Why oh why oh why do we have to keep revisiting the Badly Behaving Author issue?
Well, because there are still Badly Behaving Authors. Unfortunately.
While I remain a staunch believer in the "don't feed the trolls" strategy for dealing with online harassment, I also readily admit that there is a point where certain behavior crosses a line. And at that point, merely ignoring the troll is no longer an effective response.
I've been fed up with the online antics of certain BBAs for a long time. I have little personal tolerance for personal attacks on individuals, and no tolerance at all for stalking (online or in real life) and doxxing. None. And I don't care who does it or what greater "cause" they think they're serving. It's just plain wrong.
I also have little patience with those individuals, whether they are readers or writers or both, who think it's entertaining to taunt those they've labeled "trolls" to get a reaction from them. It's even worse when, after taunting the "troll" and getting a nasty bite in response, the taunter plays the victim card and begs for sympathy. They won't get any from me.
In the world of books and authors and readers, there will always be books some readers don't like and there will always be some authors who can't handle criticism. I do not go out of my way to find books to criticize, but neither do I shy away from ripping to shreds what I consider to be a badly written book. I will criticize the writing and how the author has written the book, but unless and until the author demonstrates "bad behavior" -- attacking reviewers, sock puppeting reviews, etc. -- I won't say very much about the author beyond the writing and presentation of the product.
After all, I do have a horse in this race. So it absolutely outrages me when I read a blog like Silver Thistle's http://silverthistle.booklikes.com/post/802745/the-time-has-come- in which she says she's finally giving up on self-publishing authors because the quality of the works is so often shoddy and not worth the risk of an author meltdown over it.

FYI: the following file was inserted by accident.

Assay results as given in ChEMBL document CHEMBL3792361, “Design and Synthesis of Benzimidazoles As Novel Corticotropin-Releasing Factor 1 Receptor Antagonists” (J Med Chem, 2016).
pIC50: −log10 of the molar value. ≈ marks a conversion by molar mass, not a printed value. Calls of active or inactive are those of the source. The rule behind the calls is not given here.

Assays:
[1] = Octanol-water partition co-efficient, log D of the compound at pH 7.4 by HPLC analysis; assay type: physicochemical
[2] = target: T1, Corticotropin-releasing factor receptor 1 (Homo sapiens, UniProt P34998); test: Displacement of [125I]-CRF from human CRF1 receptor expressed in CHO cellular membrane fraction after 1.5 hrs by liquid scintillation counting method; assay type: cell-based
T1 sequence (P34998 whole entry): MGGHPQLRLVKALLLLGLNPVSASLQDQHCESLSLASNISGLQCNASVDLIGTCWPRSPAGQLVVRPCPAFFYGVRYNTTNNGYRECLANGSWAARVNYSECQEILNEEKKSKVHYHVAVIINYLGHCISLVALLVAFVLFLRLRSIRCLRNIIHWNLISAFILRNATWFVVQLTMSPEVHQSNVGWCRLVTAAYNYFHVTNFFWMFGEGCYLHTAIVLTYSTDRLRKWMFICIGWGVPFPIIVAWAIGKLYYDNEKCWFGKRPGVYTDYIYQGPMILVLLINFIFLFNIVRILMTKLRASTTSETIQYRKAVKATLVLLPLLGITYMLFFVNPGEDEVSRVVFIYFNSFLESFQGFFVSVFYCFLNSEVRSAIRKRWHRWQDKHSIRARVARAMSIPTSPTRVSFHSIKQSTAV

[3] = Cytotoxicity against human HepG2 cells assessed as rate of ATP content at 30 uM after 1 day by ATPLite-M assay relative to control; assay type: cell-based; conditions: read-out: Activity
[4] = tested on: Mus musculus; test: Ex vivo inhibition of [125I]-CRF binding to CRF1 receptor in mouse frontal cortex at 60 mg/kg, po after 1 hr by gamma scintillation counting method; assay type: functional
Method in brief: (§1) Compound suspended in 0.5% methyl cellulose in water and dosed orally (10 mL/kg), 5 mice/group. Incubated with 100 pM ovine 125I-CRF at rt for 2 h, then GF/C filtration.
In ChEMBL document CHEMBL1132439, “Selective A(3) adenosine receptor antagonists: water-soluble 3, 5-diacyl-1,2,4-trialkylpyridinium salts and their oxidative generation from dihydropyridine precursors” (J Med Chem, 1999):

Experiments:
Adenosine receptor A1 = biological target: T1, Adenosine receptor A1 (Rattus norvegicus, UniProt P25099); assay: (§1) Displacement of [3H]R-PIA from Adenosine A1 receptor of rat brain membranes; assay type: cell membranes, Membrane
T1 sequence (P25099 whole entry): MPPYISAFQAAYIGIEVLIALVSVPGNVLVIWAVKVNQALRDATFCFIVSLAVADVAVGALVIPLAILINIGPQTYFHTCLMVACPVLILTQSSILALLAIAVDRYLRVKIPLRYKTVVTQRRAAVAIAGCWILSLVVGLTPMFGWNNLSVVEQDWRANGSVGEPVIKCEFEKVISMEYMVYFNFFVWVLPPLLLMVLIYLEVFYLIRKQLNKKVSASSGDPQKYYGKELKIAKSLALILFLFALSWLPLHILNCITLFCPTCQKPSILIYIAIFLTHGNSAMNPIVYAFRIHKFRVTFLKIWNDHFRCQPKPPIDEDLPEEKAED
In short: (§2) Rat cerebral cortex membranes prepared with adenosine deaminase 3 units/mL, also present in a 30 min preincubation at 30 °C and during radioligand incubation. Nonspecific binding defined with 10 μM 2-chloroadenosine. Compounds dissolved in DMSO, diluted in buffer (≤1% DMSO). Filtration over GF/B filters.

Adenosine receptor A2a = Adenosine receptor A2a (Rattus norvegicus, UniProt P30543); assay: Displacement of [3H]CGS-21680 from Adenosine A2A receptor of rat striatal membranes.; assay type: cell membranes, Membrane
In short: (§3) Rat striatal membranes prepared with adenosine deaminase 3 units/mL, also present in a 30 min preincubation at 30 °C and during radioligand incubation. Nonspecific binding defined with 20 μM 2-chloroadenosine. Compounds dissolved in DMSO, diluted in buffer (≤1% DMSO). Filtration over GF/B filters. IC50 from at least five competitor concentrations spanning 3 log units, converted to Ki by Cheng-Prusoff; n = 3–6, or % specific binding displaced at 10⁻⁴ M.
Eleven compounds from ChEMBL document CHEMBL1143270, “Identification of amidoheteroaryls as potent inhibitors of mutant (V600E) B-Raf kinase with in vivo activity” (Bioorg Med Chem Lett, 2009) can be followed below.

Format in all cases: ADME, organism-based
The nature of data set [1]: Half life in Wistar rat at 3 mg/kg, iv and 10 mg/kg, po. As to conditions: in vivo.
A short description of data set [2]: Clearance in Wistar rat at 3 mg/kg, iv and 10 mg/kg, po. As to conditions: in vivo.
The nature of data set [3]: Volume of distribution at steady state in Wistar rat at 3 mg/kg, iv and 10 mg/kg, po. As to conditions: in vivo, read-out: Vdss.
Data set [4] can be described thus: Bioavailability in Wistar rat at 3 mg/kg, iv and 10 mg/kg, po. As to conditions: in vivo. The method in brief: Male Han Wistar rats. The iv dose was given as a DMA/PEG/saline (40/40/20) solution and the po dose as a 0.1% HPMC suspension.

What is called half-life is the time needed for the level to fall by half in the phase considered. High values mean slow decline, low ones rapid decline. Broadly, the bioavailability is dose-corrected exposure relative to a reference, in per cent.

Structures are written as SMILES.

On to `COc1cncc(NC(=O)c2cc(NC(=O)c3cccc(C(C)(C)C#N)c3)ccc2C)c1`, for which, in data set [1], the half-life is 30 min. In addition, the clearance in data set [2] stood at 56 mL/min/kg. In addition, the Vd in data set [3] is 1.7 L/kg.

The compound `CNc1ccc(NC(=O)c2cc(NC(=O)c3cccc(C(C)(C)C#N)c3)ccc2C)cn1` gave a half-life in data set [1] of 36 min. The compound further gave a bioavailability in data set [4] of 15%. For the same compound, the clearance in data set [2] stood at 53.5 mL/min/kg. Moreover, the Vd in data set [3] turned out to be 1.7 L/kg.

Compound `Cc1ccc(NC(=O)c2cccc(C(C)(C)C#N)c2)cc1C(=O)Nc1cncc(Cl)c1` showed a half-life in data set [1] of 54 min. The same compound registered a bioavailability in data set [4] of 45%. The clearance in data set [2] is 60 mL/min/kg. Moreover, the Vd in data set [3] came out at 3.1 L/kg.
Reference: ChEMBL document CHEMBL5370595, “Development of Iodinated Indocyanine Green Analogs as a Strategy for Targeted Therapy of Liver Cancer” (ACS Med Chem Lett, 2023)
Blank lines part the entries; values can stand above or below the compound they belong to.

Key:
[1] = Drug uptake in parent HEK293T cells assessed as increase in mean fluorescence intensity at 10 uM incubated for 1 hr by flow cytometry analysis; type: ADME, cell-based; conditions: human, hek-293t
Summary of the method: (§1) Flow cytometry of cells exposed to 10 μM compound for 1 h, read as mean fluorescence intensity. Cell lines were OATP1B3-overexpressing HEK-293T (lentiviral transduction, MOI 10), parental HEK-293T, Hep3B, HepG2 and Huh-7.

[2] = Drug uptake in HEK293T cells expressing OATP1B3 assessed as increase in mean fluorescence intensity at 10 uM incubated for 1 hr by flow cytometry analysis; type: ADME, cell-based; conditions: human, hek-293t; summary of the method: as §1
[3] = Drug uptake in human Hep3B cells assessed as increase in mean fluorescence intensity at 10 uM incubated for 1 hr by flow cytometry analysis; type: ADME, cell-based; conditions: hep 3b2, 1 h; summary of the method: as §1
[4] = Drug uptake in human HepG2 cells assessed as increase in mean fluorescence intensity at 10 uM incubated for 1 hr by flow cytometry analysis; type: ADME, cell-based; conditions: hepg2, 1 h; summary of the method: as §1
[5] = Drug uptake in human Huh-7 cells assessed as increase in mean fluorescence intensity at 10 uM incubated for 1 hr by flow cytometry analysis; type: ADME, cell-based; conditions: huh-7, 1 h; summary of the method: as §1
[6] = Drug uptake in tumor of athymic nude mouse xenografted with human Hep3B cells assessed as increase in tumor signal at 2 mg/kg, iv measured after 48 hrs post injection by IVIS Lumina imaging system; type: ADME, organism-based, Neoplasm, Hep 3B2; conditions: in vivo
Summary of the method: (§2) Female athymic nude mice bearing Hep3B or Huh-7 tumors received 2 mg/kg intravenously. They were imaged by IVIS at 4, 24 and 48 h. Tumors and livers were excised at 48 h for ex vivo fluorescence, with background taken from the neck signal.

I don't blame Silver Thistle at all, and in fact I agree with her opinion. Far too much of what's being published by neophyte authors is absolute garbage in terms of quality of writing and presentation. Absolute rotten tripe. There's some that reaches about a C- on the grading scale, but not much that falls above that barely passing line. Why would anyone waste time reading, let alone reviewing, that much dreck? Beyond the fact that it's garbage and the time spent on it can never be regained, there's the ever present risk of attack by the butthurt author and/or her slavering socks and fans.
And that's why I pick the fights I do -- but my fights are with the badly written books,not with their authors.
If the author responds with vitriol, I will not back down. I do not give a shit about vitriol; if the author or her defender can refute my statements about the crapfest that is the writing, they are more than welcome to do so. If they feel compelled to leave retaliatory ratings or reviews on my books, they should know by now they are free to do so. I will not respond. But I will not tolerate personal attacks, not on me, not on anyone.
If you, as a reader or reviewer or author, feel that you have been unfairly attacked online, document the attack and contact the authorities at the website where the attack occurred.
Do not deliberately provoke the attacker into further harassment. If you must reply, keep it short and to the point. Don't get into a pissing match. Don't lose your temper and give them cause to report you to the website's administration.
If you've written a negative review and the author disagrees with you, leave the review alone. If you have to remove comments from a discussion thread on your review because you find them abusive, first report them to the website's administration, and then delete them. To use a metaphor I find personally painful, stand your ground, but don't become a vigilante.
Telling others about a BBA's foul behavior is not the same as starving the troll. By all means let others know that an author is engaging in reprehensible behavior. But do it in a way that doesn't make your behavior look worse than theirs.
Don't, for the love of all good books, become a troll yourself.